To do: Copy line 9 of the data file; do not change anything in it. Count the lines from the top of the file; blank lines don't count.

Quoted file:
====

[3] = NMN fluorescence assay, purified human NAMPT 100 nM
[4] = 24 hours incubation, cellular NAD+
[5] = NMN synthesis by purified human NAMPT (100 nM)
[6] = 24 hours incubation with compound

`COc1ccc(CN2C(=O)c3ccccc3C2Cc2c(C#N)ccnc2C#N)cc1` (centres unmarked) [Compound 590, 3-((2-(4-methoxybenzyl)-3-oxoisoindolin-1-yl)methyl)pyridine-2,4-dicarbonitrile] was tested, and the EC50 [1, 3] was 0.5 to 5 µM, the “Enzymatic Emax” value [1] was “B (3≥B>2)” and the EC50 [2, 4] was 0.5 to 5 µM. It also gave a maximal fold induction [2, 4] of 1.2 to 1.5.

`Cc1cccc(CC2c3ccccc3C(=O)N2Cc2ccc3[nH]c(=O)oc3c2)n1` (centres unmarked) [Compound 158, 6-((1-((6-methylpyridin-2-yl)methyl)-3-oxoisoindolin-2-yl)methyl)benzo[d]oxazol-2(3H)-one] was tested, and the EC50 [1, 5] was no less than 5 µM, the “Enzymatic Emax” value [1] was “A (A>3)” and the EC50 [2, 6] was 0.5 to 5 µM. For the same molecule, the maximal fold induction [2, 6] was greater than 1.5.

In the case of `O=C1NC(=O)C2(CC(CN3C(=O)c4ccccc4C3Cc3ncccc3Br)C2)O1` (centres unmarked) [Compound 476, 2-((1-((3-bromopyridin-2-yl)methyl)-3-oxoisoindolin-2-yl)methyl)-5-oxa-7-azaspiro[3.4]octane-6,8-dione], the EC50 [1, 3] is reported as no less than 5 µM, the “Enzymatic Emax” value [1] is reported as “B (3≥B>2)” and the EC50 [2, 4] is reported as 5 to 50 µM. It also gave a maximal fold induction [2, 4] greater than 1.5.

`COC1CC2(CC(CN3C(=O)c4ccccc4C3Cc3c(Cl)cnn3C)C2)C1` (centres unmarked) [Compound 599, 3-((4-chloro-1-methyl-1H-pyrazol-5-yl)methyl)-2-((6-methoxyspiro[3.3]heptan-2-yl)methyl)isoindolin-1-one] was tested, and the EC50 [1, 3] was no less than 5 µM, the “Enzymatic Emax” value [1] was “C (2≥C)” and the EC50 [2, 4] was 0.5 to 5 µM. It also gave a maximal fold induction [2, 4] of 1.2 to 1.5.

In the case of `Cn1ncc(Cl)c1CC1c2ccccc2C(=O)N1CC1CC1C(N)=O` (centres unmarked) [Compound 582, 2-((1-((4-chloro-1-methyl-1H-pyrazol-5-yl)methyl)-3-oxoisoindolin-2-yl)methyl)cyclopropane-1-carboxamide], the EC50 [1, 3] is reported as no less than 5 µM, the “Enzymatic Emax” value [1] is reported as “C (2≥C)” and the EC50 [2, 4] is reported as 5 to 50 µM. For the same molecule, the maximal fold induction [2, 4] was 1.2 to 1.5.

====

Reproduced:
In the case of `Cn1ncc(Cl)c1CC1c2ccccc2C(=O)N1CC1CC1C(N)=O` (centres unmarked) [Compound 582, 2-((1-((4-chloro-1-methyl-1H-pyrazol-5-yl)methyl)-3-oxoisoindolin-2-yl)methyl)cyclopropane-1-carboxamide], the EC50 [1, 3] is reported as no less than 5 µM, the “Enzymatic Emax” value [1] is reported as “C (2≥C)” and the EC50 [2, 4] is reported as 5 to 50 µM. For the same molecule, the maximal fold induction [2, 4] was 1.2 to 1.5.